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New IQ research prompts warning over drinking alcohol during pregnancy

(210 Posts)
FirstTimeForEverything Thu 15-Nov-12 09:47:01

Message withdrawn at poster's request.

LeBFG Sun 18-Nov-12 06:53:16

It's not one gene - there are more than 4 in this report. Only a small number of women have 4 or more. But many more have one/some susceptibility genes.

confuddledDOTcom Sun 18-Nov-12 01:47:46

They've not said it's uniformly the case because it's not, it's the small amount of women who have this gene. They can't even tell us how much this small amount of women drank because they self reported and they counted drinks not units.

As far as IQ goes, at 9 I went to college with Mum when I wasn't well and took an IQ test with the rest of the class, I came 3rd in the class after Mum and my aunt. I passed the Mensa test at 12 but my parents couldn't afford the fees, I'm not an academic though. I enjoy researching stuff for my own interest but in a classroom environment I don't do too well. I had a friend from nursery who I've been friends with all through school and am still friends now. She's not got a high IQ, she doesn't naturally find learning easy but she's a grafter. I got rubbish GCSE results and hers were brilliant. She went on to eventually go to university, get a really good degree and a well paid/ high powered job. I passed a 1 month course to get a uni place, but my IQ didn't help me out, I was glad when I had a miscarriage part way through the first year and had to pull out (not glad to miscarry you understand).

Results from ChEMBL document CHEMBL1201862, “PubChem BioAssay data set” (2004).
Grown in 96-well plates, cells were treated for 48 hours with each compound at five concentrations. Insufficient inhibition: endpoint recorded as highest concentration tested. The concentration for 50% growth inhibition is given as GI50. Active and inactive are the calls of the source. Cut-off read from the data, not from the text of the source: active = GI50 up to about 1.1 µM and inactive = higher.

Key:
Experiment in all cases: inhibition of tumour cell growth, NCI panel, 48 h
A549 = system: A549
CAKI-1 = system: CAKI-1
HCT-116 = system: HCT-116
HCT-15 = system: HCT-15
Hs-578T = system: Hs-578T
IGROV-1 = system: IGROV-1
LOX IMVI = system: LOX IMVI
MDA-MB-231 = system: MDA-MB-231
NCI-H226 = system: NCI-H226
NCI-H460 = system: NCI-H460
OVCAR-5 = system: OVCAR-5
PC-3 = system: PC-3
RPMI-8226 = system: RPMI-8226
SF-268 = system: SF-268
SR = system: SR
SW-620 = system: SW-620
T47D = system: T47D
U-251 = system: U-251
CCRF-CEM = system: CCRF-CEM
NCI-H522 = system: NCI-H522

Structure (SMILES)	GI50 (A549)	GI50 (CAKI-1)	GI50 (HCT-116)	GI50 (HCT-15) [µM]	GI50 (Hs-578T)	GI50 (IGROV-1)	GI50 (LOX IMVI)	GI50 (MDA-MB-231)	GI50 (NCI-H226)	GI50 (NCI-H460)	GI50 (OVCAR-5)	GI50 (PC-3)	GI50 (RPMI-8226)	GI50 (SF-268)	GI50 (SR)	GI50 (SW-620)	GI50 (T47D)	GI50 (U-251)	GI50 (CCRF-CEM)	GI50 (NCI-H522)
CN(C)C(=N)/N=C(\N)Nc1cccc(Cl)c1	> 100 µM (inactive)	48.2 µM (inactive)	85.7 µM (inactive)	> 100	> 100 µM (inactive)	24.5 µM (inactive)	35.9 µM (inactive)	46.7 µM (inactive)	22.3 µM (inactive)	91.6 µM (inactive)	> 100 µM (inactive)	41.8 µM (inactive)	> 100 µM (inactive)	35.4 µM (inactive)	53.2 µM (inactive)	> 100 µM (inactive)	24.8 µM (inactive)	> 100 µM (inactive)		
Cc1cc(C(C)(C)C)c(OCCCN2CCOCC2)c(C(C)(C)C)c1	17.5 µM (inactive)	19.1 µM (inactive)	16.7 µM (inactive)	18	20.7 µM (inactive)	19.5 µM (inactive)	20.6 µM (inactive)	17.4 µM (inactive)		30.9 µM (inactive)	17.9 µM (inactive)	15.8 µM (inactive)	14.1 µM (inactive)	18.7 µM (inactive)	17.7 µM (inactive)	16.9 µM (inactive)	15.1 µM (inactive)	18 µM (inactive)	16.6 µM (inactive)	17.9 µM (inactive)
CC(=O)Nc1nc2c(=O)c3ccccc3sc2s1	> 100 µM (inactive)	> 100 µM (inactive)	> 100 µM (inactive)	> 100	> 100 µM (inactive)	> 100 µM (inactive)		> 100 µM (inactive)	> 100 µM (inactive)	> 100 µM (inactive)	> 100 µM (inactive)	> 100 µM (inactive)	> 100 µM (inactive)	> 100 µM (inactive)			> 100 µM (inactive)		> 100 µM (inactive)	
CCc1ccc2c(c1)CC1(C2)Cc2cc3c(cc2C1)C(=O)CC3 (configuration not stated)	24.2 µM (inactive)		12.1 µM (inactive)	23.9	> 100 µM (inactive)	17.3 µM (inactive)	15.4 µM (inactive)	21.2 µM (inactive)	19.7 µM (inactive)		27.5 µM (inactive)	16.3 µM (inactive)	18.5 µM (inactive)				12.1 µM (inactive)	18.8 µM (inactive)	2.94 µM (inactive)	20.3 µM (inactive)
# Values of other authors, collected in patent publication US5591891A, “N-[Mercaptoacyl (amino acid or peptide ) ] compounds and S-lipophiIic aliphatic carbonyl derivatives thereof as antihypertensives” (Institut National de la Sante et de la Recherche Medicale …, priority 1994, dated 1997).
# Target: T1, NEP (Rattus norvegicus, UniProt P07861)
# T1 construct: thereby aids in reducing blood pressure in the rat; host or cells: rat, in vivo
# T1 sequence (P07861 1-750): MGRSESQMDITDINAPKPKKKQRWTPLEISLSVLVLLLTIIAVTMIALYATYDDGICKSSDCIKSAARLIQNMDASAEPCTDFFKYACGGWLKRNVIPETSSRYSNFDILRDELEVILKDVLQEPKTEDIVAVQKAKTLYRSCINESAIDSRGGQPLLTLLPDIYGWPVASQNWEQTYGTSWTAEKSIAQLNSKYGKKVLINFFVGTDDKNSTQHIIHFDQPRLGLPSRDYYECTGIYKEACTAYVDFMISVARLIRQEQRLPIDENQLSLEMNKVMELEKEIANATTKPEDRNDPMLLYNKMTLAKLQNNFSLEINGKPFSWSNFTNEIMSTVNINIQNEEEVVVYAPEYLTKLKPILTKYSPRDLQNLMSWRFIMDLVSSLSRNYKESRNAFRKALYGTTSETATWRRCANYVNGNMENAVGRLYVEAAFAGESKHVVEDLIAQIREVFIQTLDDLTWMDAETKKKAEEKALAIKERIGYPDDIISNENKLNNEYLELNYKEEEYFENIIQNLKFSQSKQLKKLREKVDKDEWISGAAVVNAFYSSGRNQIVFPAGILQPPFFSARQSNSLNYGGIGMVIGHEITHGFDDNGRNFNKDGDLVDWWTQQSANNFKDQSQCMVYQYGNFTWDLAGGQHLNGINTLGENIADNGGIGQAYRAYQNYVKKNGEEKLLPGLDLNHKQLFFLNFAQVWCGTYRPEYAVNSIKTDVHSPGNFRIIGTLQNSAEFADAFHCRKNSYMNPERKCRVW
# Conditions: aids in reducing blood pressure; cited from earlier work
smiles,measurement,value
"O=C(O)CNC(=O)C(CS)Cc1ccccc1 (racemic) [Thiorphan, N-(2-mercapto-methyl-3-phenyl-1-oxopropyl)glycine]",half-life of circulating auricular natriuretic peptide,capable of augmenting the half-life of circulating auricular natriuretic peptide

spotsdots Sat 17-Nov-12 21:54:44

I stopped long time ago believing such "study reports" because they always come up with contradictory results. I mean today they will report alcohol is bad, tomorrow they will report it is good in moderation. Then sugar is good sugar is bad, coffee good coffee bad.. the list is endless.

I say use your common sense grin

I've never tested alcohol even when supposedly the "study showed a glass of wine" is good, but still I don't believe my dc's cleverness is due to the fact that I didn't drink when pregnant.

mellen Sat 17-Nov-12 21:32:50

conors - I dont think that this study is saying that all children with mothers who drank during pregnancy will be less intelligent than all children whose mothers didnt, or who drank very little, it is just saying that there is an association between alcohol and lower IQ. Same as breastfeeding - a difference exists at a population level, but not uniformly the case in individual children.

conorsrockers Sat 17-Nov-12 21:06:09

I do enjoy a drink, but hardly drank with my first two pregnancies, however - the third was slightly different!! I never drank too much, just more than the other two and DS3 is a pint sized genius. So that 'scientific proof' counts for nothing in our house!!!

Yellowtip Sat 17-Nov-12 20:50:25

On the whole the most intelligent kids achieve the most A* at GCSE, that's hardly a surprise. Presumably the most intelligent kids also score the highest on IQ tests too, on the whole (if their parents put them in for such a test - not sure why they would though, it's certainly never crossed my mind and I can't see what purpose it would serve).

redyellowgreen Sat 17-Nov-12 20:02:27

A (hopefully non-controversial) question:

How closely are IQ results linked with actual academic/general success?